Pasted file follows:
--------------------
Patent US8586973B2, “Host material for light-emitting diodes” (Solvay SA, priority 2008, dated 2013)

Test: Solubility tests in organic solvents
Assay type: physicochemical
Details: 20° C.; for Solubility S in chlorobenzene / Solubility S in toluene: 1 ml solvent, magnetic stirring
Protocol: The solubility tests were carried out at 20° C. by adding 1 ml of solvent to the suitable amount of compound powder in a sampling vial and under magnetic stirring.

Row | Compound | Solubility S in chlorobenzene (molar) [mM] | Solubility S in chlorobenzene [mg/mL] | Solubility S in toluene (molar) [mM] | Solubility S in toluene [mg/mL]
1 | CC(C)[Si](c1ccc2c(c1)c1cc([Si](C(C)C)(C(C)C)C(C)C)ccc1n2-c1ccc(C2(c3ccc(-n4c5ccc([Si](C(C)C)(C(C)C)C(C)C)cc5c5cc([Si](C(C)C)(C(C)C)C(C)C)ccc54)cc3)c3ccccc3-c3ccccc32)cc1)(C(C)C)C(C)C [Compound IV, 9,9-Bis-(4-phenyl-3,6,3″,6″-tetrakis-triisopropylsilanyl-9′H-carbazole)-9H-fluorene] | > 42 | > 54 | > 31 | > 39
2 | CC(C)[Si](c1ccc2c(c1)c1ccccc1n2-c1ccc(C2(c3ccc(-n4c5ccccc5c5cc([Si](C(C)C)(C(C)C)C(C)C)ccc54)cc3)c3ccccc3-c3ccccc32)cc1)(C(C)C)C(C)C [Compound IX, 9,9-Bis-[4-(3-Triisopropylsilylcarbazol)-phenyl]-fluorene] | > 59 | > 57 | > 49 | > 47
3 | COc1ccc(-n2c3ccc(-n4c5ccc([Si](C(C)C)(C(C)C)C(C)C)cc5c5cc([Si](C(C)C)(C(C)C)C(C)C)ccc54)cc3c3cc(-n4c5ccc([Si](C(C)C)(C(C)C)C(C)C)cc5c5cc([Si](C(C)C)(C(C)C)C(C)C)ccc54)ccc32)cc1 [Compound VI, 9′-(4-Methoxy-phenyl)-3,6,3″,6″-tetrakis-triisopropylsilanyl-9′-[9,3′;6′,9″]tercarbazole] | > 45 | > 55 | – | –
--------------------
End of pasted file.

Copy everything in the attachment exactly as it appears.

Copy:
Patent US8586973B2, “Host material for light-emitting diodes” (Solvay SA, priority 2008, dated 2013)

Test: Solubility tests in organic solvents
Assay type: physicochemical
Details: 20° C.; for Solubility S in chlorobenzene / Solubility S in toluene: 1 ml solvent, magnetic stirring
Protocol: The solubility tests were carried out at 20° C. by adding 1 ml of solvent to the suitable amount of compound powder in a sampling vial and under magnetic stirring.

Row | Compound | Solubility S in chlorobenzene (molar) [mM] | Solubility S in chlorobenzene [mg/mL] | Solubility S in toluene (molar) [mM] | Solubility S in toluene [mg/mL]
1 | CC(C)[Si](c1ccc2c(c1)c1cc([Si](C(C)C)(C(C)C)C(C)C)ccc1n2-c1ccc(C2(c3ccc(-n4c5ccc([Si](C(C)C)(C(C)C)C(C)C)cc5c5cc([Si](C(C)C)(C(C)C)C(C)C)ccc54)cc3)c3ccccc3-c3ccccc32)cc1)(C(C)C)C(C)C [Compound IV, 9,9-Bis-(4-phenyl-3,6,3″,6″-tetrakis-triisopropylsilanyl-9′H-carbazole)-9H-fluorene] | > 42 | > 54 | > 31 | > 39
2 | CC(C)[Si](c1ccc2c(c1)c1ccccc1n2-c1ccc(C2(c3ccc(-n4c5ccccc5c5cc([Si](C(C)C)(C(C)C)C(C)C)ccc54)cc3)c3ccccc3-c3ccccc32)cc1)(C(C)C)C(C)C [Compound IX, 9,9-Bis-[4-(3-Triisopropylsilylcarbazol)-phenyl]-fluorene] | > 59 | > 57 | > 49 | > 47
3 | COc1ccc(-n2c3ccc(-n4c5ccc([Si](C(C)C)(C(C)C)C(C)C)cc5c5cc([Si](C(C)C)(C(C)C)C(C)C)ccc54)cc3c3cc(-n4c5ccc([Si](C(C)C)(C(C)C)C(C)C)cc5c5cc([Si](C(C)C)(C(C)C)C(C)C)ccc54)ccc32)cc1 [Compound VI, 9′-(4-Methoxy-phenyl)-3,6,3″,6″-tetrakis-triisopropylsilanyl-9′-[9,3′;6′,9″]tercarbazole] | > 45 | > 55 | – | –